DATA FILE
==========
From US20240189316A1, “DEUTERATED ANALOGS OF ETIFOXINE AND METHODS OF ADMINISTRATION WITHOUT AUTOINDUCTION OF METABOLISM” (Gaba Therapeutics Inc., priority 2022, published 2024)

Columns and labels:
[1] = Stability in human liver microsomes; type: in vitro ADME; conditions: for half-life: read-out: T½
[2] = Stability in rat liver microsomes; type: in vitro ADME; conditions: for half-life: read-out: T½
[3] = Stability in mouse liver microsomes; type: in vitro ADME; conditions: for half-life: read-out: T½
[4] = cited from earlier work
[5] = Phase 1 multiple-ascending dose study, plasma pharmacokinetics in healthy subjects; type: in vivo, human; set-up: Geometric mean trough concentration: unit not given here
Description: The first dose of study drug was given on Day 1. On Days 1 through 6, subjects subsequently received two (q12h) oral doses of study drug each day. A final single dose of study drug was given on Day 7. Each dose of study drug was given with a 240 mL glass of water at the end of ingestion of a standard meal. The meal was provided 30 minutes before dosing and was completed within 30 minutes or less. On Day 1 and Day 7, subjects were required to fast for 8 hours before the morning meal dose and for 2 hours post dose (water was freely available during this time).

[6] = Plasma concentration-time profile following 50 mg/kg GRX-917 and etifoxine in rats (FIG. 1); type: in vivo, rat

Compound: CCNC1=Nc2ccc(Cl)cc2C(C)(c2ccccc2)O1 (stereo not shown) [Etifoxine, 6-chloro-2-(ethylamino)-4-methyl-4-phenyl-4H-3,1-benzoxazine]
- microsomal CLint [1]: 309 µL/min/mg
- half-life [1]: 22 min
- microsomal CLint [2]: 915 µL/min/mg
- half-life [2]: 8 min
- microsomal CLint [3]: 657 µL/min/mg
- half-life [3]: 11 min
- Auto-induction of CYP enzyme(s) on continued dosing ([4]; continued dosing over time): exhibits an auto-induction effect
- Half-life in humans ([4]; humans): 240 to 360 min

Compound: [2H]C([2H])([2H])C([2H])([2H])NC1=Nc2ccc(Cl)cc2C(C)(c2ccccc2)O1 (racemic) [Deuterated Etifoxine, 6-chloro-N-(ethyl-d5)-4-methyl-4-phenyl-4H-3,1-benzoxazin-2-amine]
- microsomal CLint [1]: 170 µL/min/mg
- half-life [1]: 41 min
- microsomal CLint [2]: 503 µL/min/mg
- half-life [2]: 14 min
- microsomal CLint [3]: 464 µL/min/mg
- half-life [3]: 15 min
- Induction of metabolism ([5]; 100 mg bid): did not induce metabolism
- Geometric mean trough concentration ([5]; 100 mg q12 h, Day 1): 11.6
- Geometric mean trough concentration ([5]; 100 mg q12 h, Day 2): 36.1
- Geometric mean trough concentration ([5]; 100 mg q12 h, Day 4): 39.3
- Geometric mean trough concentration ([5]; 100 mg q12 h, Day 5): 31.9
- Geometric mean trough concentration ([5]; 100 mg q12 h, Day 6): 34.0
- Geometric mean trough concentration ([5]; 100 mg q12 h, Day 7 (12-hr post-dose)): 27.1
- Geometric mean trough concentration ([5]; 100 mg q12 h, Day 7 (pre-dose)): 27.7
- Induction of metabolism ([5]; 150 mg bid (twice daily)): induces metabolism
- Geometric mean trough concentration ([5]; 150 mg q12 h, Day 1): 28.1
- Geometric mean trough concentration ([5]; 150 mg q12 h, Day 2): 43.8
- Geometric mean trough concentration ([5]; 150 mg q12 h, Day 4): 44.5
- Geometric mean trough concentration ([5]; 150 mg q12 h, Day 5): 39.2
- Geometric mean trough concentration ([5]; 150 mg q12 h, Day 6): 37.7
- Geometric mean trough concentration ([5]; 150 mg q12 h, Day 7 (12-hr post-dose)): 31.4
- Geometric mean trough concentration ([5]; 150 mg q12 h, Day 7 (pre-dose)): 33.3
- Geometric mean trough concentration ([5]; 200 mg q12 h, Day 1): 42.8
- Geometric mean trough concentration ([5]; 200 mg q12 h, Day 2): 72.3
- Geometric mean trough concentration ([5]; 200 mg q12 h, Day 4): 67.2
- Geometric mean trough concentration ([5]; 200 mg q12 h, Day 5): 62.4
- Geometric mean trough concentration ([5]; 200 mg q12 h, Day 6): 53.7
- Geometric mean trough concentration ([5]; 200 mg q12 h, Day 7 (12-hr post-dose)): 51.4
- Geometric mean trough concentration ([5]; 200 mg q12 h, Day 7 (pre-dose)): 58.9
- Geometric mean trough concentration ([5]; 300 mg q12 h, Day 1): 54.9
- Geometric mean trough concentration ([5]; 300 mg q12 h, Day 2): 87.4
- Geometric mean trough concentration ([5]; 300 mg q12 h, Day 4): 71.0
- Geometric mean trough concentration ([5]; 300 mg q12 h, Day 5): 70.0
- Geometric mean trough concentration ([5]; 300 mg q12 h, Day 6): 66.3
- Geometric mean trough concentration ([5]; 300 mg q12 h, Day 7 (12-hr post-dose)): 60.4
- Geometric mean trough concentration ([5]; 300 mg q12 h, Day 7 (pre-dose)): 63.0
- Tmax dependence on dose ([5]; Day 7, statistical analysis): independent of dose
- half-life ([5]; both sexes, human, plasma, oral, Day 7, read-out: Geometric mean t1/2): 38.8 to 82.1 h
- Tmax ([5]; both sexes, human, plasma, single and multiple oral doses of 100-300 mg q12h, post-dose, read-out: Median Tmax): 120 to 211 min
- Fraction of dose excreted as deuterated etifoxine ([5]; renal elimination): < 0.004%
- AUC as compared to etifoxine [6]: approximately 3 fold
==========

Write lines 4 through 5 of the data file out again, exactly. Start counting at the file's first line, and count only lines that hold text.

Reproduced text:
[2] = Stability in rat liver microsomes; type: in vitro ADME; conditions: for half-life: read-out: T½
[3] = Stability in mouse liver microsomes; type: in vitro ADME; conditions: for half-life: read-out: T½